Two anniversaries arrive in stark contrast this weekend. Sunday, December 15th marks the 222nd anniversary of ratification of the Bill of Rights of the U.S. Constitution. While Saturday, December 14th marks the 1st anniversary of the deeply tragic shootings at Sandy Hook Elementary School in Newtown, Connecticut.
The collision has manifest in the discourse we've witnessed, in the ongoing political debate over the Second Amendment (right to bear arms) versus the universal values embodied by the First Amendment; freedom of speech, peaceful assembly and petitioning our government for changes in the laws that redress our grievances.
Over the past year we've heard from the gun right's advocates, as they like to call themselves. They've unleashed wave upon wave of personal attacks, threats, intimidations and public displays of firearms as their go-to tactics. Their goal, shut down the debate over common sense gun restrictions.
The tactics have succeeded in blunting momentum to address gun safety at the federal level in Washington, but not entirely successful in states.
In their enthusiasm for the promotion of more guns wielded by more people in more places, they have trampled American's rights as enumerated by the First Amendment of the Bill of Rights, freedom of speech, peaceful assembly and petitioning our government for changes in the laws.
No one is off limits to the deeply personal and unusually offensive attacks by the pro-gun crowd. Colorado's last legislative session for example, saw the use of email and social media with some of the most disgusting language imaginable, largely directed at female legislators.
A new term, gun bullies, has sprung up to describe these tactics. As a recent New Republic article enumerates this is not just a Colorado phenomenon. Young American mothers who formed a national social media based group, Mom's Demand Action for Gun Sense in America have been the targets of relentless emails and Facebook posts which feature threats of rape and dismemberment if they don't lower their voices.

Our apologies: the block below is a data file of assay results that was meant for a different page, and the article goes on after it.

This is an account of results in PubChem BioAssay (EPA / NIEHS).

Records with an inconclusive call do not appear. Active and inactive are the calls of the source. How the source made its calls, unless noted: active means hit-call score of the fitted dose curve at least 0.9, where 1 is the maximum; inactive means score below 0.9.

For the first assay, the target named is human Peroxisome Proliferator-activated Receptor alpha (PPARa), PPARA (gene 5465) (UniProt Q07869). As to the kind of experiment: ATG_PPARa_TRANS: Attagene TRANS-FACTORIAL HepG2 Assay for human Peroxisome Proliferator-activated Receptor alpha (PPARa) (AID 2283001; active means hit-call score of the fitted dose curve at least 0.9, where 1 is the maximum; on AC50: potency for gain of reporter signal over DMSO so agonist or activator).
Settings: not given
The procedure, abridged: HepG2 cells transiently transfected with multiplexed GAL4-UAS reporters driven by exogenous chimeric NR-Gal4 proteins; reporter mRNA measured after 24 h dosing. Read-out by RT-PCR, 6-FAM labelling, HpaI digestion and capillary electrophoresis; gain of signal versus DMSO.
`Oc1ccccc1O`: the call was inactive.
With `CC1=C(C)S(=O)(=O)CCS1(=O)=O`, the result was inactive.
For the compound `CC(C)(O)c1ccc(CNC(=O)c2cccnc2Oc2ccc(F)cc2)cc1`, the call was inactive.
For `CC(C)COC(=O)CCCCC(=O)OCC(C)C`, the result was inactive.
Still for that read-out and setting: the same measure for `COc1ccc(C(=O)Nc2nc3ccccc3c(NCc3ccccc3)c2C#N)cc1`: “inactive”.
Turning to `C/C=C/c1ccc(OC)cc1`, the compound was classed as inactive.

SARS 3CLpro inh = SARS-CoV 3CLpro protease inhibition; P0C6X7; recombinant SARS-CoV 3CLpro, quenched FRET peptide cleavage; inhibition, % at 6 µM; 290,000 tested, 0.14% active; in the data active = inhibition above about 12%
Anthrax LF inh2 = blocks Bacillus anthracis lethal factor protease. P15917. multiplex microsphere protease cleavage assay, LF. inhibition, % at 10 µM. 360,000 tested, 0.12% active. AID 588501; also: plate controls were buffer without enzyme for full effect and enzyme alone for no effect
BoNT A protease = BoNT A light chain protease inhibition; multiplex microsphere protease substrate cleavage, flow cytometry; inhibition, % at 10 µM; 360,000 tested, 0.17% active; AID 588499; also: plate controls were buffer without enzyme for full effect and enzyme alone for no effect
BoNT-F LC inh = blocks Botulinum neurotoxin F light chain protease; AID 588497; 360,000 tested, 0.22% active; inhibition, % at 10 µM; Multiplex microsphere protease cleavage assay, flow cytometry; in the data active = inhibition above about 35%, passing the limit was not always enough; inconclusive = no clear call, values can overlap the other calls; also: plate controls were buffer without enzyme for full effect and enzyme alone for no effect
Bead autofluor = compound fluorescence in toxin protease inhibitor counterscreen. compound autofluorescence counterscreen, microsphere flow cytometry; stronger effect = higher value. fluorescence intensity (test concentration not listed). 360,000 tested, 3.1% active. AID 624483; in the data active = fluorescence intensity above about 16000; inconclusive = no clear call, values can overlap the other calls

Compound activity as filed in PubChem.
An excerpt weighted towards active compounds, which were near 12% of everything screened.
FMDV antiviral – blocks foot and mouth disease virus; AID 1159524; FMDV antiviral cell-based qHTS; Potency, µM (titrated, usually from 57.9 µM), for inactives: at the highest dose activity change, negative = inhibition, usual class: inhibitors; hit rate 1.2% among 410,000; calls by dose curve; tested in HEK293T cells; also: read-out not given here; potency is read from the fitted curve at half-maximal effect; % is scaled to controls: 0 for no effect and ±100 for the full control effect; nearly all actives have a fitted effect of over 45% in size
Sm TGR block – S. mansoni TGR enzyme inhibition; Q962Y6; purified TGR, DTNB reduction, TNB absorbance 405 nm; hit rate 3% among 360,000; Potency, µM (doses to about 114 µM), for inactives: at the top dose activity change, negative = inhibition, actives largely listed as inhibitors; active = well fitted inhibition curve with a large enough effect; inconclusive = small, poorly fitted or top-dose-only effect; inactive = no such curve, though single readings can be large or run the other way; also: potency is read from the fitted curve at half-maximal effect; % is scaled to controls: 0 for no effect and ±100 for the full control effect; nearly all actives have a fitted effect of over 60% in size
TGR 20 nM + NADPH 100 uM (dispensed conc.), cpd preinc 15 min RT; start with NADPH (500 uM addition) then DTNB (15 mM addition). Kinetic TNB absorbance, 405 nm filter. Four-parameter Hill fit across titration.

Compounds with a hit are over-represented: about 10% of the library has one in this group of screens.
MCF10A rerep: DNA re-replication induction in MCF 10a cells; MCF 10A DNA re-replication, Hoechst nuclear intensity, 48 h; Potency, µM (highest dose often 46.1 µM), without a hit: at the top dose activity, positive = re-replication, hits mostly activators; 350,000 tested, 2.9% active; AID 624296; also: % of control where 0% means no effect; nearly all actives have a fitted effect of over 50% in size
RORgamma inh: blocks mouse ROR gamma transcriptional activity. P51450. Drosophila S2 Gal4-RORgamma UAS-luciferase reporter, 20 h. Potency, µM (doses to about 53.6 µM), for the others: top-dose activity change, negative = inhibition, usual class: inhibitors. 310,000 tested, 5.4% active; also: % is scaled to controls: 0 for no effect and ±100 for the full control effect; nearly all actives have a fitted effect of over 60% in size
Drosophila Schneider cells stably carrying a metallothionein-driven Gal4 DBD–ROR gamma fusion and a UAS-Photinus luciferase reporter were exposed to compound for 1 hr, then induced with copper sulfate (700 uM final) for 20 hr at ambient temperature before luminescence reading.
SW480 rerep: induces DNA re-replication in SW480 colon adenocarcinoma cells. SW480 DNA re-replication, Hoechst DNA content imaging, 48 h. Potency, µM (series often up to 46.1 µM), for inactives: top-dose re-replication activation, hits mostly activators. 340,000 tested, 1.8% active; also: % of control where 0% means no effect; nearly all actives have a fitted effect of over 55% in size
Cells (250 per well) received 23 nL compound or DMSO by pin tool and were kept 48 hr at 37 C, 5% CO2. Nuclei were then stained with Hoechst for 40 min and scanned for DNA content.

The gun bullies were also in action a few weeks ago at a suburban Dallas restaurant gathering of Moms Demand Action members. The shopping mall parking lot became the staging ground for gun-rightists fully armed with assault-type rifles. In Texas they like to call this open carry.
The activists had learned of the meeting via Facebook and decided that gathering in the parking lot with their weapons and some very young children, would send just the right message.
Freedom of speech also suffered a blow in the gun media last month. After a wave of cancellations, threats and advertiser pressure, long time columnist and writer for Guns & Ammo magazine Dick Metcalf was summarily fired within days of publication of his December 2013 editorial, "Let's Talk Limits" endorsing some common sense regulation of guns.
"I don't think that requiring 16 hours of training to qualify for a concealed carry license is infringement in and of itself, wrote Dick Metcalf. "But that's just me..."
Apparently it was just him.
As Guns & Ammo Editor Jim Bequette wrote in his groveling apology to readers, "I made a mistake by publishing the column. I thought it would generate a healthy exchange of ideas on gun rights. I miscalculated, pure and simple. I was wrong, and I ask your forgiveness. Dick Metcalf has had a long distinguished career as a gunwriter, but his association with Guns & Ammo has officially ended."
Wow, those readers wanted the scalp of traitor Metcalf and they got it. Bequette's groveling apology was well received at corporate (NYC-based Intermedia Outdoors Network) where he was promoted to vice president.
So this weekend while we're grieving with all the family members and extended family of the Newtown community, spare a thought for one of America's best and lasting achievements, the Bill of Rights, may we honor and protect it from those whose actions are leading toward its destruction.